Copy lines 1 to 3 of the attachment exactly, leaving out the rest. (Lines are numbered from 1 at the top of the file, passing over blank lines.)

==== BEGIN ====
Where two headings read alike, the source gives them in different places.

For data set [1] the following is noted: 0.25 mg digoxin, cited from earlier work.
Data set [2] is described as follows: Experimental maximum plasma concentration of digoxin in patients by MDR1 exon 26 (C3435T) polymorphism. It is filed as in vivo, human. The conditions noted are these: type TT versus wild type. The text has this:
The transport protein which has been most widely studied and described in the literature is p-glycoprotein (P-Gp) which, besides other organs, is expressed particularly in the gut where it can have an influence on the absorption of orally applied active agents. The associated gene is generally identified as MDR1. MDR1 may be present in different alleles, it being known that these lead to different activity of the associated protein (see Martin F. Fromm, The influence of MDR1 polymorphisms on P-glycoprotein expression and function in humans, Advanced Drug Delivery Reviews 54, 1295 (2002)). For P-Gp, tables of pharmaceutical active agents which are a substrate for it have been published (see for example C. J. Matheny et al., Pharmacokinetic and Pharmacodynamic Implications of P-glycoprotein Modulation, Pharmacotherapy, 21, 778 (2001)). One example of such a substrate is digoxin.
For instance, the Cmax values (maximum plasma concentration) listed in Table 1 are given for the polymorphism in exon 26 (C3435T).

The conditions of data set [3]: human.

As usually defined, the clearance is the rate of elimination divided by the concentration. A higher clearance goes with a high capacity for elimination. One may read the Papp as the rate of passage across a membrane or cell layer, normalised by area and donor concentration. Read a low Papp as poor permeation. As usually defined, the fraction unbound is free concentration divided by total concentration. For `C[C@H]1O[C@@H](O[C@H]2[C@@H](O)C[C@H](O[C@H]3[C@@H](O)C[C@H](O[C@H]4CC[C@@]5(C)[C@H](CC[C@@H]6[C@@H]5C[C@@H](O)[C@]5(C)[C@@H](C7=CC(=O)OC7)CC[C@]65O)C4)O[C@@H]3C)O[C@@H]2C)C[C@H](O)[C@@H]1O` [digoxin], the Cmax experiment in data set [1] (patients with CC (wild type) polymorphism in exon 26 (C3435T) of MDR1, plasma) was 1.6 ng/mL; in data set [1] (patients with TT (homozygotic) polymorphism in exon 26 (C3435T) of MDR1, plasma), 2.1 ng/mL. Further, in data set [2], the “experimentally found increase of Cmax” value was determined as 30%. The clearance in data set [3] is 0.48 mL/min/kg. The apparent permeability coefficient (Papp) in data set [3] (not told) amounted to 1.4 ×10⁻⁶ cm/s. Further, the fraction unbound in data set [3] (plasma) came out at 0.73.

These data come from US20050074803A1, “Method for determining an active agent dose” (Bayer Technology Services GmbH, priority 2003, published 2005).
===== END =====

Where two headings read alike, the source gives them in different places.

For data set [1] the following is noted: 0.25 mg digoxin, cited from earlier work.
Data set [2] is described as follows: Experimental maximum plasma concentration of digoxin in patients by MDR1 exon 26 (C3435T) polymorphism. It is filed as in vivo, human. The conditions noted are these: type TT versus wild type. The text has this: